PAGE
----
Inscription. The oldest known graveyard in the Dixie area, Wood-Verner cemetery is named for two families who owned land surrounding the site. The earliest marked grave is that of John Gordon, who died in 1850. Affiliated with the local Methodist church for much of its history, it now is maintained by a volunteer association. Among those interred here are pioneer settlers, Polish immigrants, former slaves, and at least two veterans of the Civil War. Many of the graves are unmarked. The cemetery serves as a visible reminder of the Dixie Community's pioneer heritage.
By Amanda Hartley, May 11, 2010
|1. Wood-Verner Cemetery Marker|
Erected 1992 by Texas Historical Commission.
Location. 32° 22.617′ N, 95° 25.733′ W. Marker is near Tyler, Texas, in Smith County. Marker is on County Road 1148, on the left when traveling north. Click for map. Marker is in this post office area: Tyler TX 75704, United States of America.
Other nearby markers. At least 8 other markers are within 9 miles of this marker, as the crow flies. County Line Missionary Baptist Church (approx. 3.8 miles away); Cherokee Exodus from Texas (approx. 5.2 miles away); Cherokee Chief Bowles (approx. 5.2 miles away); Yarborough House (approx. 5.5 miles away); John Crane (approx. 6 miles away); Milburn-Gary House (approx. 6.3 miles away); Judge Stockton P. Donley (approx. 7.2 miles away); Rock Hill Cemetery (approx. 8.8 miles away).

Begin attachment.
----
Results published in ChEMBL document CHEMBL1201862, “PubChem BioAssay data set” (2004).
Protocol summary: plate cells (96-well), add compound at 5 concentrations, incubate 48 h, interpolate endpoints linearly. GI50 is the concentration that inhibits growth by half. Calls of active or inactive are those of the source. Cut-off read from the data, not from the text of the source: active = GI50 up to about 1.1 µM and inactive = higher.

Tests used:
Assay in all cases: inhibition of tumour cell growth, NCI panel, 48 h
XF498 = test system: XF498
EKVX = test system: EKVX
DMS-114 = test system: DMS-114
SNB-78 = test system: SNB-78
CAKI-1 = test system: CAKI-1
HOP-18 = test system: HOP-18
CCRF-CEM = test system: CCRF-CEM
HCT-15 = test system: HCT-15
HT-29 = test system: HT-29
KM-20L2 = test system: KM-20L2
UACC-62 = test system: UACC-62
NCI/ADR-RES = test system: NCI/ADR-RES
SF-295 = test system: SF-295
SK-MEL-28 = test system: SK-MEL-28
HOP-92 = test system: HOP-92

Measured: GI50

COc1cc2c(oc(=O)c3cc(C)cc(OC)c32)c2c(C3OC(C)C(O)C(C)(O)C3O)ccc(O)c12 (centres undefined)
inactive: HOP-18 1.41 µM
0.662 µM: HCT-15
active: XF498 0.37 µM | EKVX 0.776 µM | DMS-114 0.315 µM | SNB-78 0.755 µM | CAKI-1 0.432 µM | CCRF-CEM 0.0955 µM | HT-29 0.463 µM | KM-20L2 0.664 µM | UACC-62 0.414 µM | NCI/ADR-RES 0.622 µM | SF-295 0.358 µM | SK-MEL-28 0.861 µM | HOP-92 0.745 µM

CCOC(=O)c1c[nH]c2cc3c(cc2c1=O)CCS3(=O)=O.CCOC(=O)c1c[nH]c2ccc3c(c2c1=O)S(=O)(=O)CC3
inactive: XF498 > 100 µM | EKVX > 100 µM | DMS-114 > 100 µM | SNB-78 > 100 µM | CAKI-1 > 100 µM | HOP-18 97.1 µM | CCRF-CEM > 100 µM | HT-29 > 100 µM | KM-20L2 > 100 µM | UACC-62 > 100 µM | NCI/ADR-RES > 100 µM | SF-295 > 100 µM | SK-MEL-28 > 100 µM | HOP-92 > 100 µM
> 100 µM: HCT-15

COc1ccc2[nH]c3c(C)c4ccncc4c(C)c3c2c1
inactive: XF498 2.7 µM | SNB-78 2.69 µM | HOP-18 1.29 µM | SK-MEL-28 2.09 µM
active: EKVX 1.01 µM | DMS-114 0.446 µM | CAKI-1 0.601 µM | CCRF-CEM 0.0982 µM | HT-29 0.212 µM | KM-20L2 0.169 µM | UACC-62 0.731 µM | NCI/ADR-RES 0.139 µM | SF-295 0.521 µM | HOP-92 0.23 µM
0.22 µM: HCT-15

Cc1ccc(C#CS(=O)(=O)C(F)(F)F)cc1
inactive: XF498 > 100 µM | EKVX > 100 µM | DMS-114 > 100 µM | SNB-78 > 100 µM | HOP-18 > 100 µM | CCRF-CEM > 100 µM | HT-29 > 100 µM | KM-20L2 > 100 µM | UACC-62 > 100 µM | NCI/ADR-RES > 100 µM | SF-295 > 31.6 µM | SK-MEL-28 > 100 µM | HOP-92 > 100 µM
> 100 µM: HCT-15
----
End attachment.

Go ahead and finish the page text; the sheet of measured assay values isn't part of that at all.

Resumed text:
More about this marker. When traveling west on CR 1148, the end loops around Wood-Verner cemetery. As you travel north on the tail end of the loop around the cemetery, marker is on your left.
Credits. This page originally submitted on July 25, 2010, by Amanda Hartley of Tyler, Texas. This page has been viewed 310 times since then. Photo 1. submitted on July 25, 2010, by Amanda Hartley of Tyler, Texas. • Kevin W. was the editor who published this page.
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